In article <firstname.lastname@example.org>, WM <email@example.com> wrote:
> On 23 Feb., 22:08, Virgil <vir...@ligriv.com> wrote: > > > > > If WM means they are of equal cardinality or biject with each other , > > > > true, but to establish an isomorphism, as WM is claiming, one must > > > > specify the structure that is being preserved by the bijection, which WM > > > > has NOT done. > > > > > The mapping is bijective and linear.
The function in question was the mapping between the set of all paths (as binary strings) of a Complete Infinite Binary Tree to the set of all subsets of |N in which for each path the function produces the set of all naturally numbers of those levels in the tree at which that path branches left.
This produces a bijection , though not a linear mapping, between the uncountable set of paths and the uncountable set of subsets of |N. > > > > There is certainly no meaning of "linear" in English > > mathematics that is appropriate. > > Then use German mathematics. There it is. > > f(ax + by) = af(x) + bf(y)
With suitable interpretations for f, a, b, x and y, this would makes f a linear function.
But if f is to be a mapping between the set of all paths of a Complete Infinite Binary Tree and the set of all subsets of |N, which is the only sort of mapping under consideration when WM claimed linearity, I defy WM to come up with an appropriate definition of a,b,x and y which will make such an f a linear mapping.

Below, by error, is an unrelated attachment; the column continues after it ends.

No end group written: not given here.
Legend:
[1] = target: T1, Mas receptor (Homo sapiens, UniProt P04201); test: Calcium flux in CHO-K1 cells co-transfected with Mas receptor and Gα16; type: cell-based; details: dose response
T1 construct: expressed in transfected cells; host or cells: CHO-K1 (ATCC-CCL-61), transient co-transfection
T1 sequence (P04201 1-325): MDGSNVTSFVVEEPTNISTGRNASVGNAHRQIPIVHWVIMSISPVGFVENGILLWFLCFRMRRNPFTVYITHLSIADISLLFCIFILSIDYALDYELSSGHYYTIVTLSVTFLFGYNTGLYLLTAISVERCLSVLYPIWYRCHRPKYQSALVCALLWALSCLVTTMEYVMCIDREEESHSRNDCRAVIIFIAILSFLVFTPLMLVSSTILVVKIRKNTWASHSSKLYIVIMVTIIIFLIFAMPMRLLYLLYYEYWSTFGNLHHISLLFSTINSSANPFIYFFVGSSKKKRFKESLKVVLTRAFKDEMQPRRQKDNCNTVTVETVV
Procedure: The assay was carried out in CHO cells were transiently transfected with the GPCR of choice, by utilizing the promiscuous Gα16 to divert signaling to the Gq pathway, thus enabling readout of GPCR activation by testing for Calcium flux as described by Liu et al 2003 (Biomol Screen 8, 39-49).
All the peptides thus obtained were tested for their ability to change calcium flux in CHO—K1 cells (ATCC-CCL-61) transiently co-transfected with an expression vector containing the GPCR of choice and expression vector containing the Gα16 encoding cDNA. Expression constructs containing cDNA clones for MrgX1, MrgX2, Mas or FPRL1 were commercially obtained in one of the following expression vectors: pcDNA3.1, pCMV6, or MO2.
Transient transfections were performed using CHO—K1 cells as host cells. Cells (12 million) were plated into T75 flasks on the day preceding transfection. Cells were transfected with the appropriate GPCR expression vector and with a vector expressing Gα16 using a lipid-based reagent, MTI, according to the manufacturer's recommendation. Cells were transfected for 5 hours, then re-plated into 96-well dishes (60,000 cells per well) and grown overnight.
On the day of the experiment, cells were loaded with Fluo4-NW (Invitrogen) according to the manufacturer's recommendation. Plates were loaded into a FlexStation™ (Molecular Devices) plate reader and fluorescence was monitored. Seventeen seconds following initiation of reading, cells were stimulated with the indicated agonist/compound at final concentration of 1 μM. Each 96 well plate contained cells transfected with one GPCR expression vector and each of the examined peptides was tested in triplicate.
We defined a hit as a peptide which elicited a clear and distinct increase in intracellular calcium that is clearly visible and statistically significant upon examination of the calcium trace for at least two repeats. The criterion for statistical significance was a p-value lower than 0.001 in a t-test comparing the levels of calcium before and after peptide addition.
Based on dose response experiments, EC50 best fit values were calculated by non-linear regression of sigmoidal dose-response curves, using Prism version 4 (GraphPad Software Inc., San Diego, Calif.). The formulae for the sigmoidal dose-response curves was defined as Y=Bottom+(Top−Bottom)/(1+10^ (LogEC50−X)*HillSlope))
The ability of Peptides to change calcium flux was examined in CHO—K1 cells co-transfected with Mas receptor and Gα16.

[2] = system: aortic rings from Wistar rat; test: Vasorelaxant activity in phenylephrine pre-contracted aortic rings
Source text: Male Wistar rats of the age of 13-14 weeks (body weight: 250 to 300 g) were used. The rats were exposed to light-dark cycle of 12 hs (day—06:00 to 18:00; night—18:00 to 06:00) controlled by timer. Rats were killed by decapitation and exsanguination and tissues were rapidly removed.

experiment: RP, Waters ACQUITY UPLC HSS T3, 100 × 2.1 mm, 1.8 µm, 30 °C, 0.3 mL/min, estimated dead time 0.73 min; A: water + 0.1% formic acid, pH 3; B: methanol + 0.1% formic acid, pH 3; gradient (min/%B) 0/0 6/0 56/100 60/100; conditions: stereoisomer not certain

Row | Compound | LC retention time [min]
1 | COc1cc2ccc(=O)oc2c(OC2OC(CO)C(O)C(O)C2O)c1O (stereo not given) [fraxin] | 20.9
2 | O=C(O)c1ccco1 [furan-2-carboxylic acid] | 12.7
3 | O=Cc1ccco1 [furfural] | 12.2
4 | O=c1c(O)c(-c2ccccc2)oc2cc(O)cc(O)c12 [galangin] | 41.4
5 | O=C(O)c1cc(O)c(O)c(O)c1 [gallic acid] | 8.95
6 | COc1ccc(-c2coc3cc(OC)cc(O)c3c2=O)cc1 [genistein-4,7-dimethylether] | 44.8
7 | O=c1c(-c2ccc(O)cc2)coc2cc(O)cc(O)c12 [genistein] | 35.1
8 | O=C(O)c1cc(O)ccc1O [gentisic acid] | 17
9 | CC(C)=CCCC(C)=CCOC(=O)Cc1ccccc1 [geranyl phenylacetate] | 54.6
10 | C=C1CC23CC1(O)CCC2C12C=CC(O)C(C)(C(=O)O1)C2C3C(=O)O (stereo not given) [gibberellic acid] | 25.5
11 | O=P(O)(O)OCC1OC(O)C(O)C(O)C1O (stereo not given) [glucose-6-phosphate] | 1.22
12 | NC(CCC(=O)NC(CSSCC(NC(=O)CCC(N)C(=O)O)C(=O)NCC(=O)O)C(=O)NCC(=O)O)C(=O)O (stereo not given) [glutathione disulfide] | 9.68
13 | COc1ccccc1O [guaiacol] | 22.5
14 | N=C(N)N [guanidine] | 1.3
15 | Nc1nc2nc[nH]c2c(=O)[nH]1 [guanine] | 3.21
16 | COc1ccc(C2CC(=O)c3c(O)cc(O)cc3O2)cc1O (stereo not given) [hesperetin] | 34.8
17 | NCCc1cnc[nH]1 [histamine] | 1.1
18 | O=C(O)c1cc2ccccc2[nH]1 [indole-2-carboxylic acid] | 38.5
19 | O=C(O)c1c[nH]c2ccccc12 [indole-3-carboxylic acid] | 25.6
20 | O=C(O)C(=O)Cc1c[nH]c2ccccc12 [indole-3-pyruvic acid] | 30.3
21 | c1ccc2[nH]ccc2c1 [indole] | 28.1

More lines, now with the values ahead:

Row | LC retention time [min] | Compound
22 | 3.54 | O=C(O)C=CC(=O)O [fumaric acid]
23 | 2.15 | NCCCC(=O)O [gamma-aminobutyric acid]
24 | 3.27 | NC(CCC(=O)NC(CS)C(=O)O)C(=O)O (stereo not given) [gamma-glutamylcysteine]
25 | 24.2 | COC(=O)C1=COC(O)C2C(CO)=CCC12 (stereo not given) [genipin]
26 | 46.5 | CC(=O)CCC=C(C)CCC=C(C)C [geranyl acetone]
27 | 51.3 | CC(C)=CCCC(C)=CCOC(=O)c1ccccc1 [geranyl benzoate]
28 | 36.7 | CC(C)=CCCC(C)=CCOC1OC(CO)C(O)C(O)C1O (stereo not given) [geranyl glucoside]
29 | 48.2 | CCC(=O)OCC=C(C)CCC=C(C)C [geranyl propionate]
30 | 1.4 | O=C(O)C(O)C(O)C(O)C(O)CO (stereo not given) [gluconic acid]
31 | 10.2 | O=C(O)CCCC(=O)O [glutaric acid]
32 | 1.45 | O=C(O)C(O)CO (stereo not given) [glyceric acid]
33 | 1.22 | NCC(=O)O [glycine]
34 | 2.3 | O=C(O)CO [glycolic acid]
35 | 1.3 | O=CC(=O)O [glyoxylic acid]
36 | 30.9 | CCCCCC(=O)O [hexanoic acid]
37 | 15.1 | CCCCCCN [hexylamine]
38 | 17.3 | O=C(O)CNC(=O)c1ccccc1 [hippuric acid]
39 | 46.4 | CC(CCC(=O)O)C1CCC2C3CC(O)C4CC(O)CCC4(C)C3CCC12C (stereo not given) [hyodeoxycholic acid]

> > f(string) = path > > > > > This shows a contradiction > > > - at least in case someone accepts > > > Hessenberg's trick as part of mathematics. > > > > To which Hessenberg, Karl or Gerard or some other one, does WM refer? > > That one who "proved" the uncountability of P(|N), Gerhard that is. > > > > And to what alleged "tricks"? > > To look for a set that cannot exist.
What prevents it from existing?
Remember, WM, that the vast majority of the world does not force itself to work under the artificial constraints of your WMytheology .
For small enough sets, S, and functions f from S to its power set P(S), one can easily, for any such function, f, find an explicit member of P(S) not in the image of f.
And as the size of S increases, so does the number of necessarily non-image sets for any f:S -> 2^S.
For any finite set, S, of cardinality n, the cardinality of its power set, P(S), is 2^n, so there will always be 2^n-n sets in P(S) not in the image of any function from S to P(S).
When S is allowed to be actually infinite, as it is in all standard math, like ZF or NBG, then P(S) becomes actually uncountable. --